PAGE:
• A metric tape (or “pocket stadia”) is used to measure the depth of the hole after each bucket auger sample was removed. This allows us to monitor our progress and make the auger data comparable from one auger column to the next.
  • The sediment texture varies from a fine sand to a compact clay-silt.
  • Color is recorded using a Musell color chart. We found that the 10YR color sheet works best for us.
  • Lastly, general notes are made of the sediment, e.g., organic materials if present, FCR, charcoal, & ped toughness (Wikipedia: ped = a unit of soil structure such as an aggregate, … block, or granule, formed by natural processes.)

Step 5: Homogenize and Sample

The sediment that falls through the screen is homogenized (stirred around) in the bucket before we collect a small representative sample. After the field season Tori, under the tutelage of geoarchaeologists Dr. Charles Frederick and Ken Lawrence, will process the samples to determine grain size and test for magnetic susceptibility (among other things). Tori plans to use the auger column data to create composite stratigraphic profiles (sections) across the terrace that will be integrated with GPR and other lines of evidence.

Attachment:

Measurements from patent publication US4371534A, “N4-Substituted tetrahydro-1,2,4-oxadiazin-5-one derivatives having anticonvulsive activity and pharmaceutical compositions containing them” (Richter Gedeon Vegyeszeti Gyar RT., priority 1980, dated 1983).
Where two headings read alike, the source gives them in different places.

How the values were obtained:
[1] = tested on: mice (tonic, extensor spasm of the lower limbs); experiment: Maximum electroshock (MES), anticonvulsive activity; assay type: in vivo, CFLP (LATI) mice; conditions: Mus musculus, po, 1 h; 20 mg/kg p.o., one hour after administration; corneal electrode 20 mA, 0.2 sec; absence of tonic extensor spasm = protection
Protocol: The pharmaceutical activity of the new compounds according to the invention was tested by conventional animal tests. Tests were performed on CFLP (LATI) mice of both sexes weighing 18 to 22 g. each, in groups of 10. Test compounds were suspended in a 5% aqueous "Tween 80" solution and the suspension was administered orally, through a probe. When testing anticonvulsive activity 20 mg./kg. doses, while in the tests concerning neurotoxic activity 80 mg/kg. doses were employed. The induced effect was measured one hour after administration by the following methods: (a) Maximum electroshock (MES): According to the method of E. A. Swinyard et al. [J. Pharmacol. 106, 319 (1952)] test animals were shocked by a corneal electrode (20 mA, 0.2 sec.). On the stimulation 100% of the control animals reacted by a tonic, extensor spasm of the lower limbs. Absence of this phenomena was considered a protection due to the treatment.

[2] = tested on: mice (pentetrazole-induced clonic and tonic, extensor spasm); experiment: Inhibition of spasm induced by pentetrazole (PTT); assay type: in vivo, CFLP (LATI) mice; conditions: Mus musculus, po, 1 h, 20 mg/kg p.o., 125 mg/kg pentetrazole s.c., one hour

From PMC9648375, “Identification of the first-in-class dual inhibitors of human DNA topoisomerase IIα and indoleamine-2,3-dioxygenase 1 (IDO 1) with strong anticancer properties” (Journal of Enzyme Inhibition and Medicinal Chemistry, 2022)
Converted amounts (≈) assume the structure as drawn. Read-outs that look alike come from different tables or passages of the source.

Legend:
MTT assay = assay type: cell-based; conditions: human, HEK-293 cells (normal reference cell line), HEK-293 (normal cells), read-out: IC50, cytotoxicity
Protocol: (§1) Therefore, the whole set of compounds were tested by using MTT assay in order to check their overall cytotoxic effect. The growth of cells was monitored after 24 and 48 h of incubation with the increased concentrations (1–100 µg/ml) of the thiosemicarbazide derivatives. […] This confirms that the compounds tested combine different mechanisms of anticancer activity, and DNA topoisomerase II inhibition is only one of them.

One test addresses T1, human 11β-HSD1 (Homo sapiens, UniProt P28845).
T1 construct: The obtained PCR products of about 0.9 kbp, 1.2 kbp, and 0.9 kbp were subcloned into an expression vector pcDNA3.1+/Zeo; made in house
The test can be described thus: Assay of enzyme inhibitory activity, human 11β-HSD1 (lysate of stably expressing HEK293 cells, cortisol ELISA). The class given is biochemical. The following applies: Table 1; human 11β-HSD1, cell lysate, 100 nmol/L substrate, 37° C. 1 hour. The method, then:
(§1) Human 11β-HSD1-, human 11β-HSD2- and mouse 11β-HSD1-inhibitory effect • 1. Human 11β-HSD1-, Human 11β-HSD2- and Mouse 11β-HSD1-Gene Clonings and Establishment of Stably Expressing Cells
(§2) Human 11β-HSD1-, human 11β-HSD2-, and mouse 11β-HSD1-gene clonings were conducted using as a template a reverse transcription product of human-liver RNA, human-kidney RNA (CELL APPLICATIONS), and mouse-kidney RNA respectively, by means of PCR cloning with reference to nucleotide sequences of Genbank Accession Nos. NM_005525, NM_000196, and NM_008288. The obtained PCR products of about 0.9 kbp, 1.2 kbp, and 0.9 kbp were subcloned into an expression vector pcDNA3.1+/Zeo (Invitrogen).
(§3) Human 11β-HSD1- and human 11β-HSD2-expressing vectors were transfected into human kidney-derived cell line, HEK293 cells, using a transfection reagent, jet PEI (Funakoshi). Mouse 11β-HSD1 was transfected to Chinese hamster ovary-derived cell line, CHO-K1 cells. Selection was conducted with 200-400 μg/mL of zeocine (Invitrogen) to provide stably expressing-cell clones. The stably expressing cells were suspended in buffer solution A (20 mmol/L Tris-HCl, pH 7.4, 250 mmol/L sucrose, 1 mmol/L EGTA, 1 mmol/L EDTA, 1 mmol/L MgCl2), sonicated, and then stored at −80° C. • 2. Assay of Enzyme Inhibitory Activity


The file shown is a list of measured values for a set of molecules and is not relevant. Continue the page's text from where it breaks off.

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A “cube” from the auger testing of Sayles Adobe awaiting further geoarchaeological analysis.

I should note that while the bucket auger does its job very well, it mixes the sediment in each bucket load together such that thin layers only a few cm thick are hard to detect.  And even though we are careful to insert and remove the auger gently, inevitably there is some admixture of sediment from the walls of the hole.  In other words, we end up with somewhat averaged samples in 8cm increments. We homogenize each sample to make sure it truly represents an average of each increment. By carrying out each auger test in exactly the same systematic way,  we can compare apples to apples with our auger samples and differentiate significant stratigraphic changes.